Project FAUST: Humans Helping to Improve Machine Translation

How far is science from creating a real live Babel Fish, the legendary gizmo from The Hitchhiker’s Guide to the Galaxy that can translate everything? Project FAUST is an EU-funded project aimed to develop machine translation systems that are able to respond “rapidly and intelligently” to user feedback. But in spite of the name, nobody is selling their soul to the machines. The humans involved are volunteers who are asked to rate different translation and localization services and make suggestions.

Statistical Translation

Back in the 1950s, linguists and scientists thought that once they had put all the rules of grammar in code, it would be easy to develop machine translation. In the end, computers always failed to assimilate the complexities of language. But 30 years later IBM came up with a new perspective: they analyzed the relative frequency of different groups of three words occurring in a sentence. It was the beginning of the statistical approach, which is now the major branch of machine translation used by services such as Google Translate.

FAUST: Feedback Analysis for User Adaptive Statistical Translation

Project FAUST is trying to address two different problems with web-based machine translation. On the one hand, current systems procure high-volume translation but little actual interaction. On the other, there are systems that ask users for feedback and do not introduce any change in the translation as a result. The objective of the FAUST project is to “develop high-volume systems capable of adapting to user feedback in real-time.”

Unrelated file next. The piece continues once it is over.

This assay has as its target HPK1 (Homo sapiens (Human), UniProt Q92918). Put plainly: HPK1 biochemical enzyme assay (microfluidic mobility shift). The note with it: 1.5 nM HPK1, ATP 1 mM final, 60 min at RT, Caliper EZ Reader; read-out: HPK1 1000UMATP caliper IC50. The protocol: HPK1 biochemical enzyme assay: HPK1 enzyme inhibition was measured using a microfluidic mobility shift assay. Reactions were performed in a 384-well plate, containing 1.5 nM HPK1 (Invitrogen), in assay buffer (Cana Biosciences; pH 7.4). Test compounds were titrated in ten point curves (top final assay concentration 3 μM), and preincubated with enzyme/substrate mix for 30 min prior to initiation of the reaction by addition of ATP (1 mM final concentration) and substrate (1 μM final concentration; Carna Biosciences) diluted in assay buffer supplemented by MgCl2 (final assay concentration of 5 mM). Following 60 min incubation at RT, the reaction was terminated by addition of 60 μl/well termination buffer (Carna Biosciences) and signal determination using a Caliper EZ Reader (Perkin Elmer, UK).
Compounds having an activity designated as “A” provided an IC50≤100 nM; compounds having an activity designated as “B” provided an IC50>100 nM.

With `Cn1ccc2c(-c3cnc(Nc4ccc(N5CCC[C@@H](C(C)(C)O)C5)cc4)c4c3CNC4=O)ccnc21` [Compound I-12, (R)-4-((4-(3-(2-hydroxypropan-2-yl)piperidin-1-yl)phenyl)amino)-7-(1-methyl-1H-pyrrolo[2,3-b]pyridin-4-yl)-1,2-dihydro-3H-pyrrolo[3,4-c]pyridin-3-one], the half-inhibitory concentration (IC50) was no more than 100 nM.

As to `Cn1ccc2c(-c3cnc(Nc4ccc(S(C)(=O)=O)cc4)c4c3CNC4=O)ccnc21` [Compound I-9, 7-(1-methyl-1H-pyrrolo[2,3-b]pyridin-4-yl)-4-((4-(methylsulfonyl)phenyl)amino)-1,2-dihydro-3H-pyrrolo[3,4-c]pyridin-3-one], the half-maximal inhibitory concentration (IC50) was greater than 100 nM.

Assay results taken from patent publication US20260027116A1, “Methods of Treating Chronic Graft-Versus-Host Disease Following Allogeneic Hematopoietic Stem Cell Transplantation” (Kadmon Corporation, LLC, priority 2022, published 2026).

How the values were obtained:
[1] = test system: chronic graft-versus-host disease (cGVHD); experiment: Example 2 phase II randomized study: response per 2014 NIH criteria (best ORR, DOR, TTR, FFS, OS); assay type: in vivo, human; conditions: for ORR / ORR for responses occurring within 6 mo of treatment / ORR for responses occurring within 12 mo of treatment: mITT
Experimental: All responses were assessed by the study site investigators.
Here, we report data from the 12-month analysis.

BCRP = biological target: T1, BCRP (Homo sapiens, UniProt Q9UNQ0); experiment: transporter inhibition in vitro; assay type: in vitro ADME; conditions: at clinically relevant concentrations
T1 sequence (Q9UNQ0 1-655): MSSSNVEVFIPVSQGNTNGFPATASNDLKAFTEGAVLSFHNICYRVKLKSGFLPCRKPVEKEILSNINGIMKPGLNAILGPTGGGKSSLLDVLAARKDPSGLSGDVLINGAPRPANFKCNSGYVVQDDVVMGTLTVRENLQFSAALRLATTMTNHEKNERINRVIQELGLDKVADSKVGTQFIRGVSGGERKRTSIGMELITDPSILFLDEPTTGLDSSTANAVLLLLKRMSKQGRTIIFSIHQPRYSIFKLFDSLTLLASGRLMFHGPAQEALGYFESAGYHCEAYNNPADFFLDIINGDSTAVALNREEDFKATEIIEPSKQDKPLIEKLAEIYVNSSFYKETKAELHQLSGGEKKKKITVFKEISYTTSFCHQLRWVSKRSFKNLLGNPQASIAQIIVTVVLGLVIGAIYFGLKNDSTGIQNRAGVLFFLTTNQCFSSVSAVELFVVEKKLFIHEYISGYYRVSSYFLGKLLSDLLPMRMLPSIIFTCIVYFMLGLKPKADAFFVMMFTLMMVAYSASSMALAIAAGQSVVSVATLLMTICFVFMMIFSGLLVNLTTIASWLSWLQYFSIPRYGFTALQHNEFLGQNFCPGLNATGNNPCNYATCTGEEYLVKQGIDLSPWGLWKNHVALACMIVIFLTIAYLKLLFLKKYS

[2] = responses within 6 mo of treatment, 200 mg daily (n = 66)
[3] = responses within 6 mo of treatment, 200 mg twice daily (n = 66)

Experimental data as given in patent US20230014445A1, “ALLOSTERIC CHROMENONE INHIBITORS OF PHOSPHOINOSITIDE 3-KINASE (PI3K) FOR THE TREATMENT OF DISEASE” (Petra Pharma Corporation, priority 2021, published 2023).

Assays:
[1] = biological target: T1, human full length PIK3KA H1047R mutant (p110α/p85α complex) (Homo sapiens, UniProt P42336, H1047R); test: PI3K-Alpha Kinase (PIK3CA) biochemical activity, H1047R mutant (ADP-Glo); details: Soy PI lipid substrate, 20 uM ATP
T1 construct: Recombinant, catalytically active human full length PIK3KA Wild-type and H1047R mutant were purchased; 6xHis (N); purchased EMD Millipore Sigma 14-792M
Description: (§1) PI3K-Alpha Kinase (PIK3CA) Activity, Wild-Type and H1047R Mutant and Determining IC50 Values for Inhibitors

Limits of the Statistical Approach

FAUST is developing new data collection mechanisms to compile user quality assessments and feedback for amendments from commercial statistical machine translation systems. But the problem with statistical translation in general is that computers still do not understand the meaning of the words or know any grammar; they depend entirely on the collection of massive numbers of source texts, which becomes more difficult when less-spoken languages are involved. Another problem is the “Google time loop” that happens when one of their own translations appears again, reaffirming its correctness when it’s actually an old mistake coming back.

The Babel Fish

How far are scientists from resolving all these problems and creating the Babel Fish as conceived by novelist Douglas Adams? Researchers are advancing one step at a time. FAUST wants to contribute by asking humans to rate translation services and suggest a way to improve the interpretations the machines get wrong. Not as stunning as the small yellow animal that, inserted into the ear, performs instant translations of alien languages imagined by Adams in The Hitchhiker’s Guide to the Galaxy, but considerably more useful for the time being.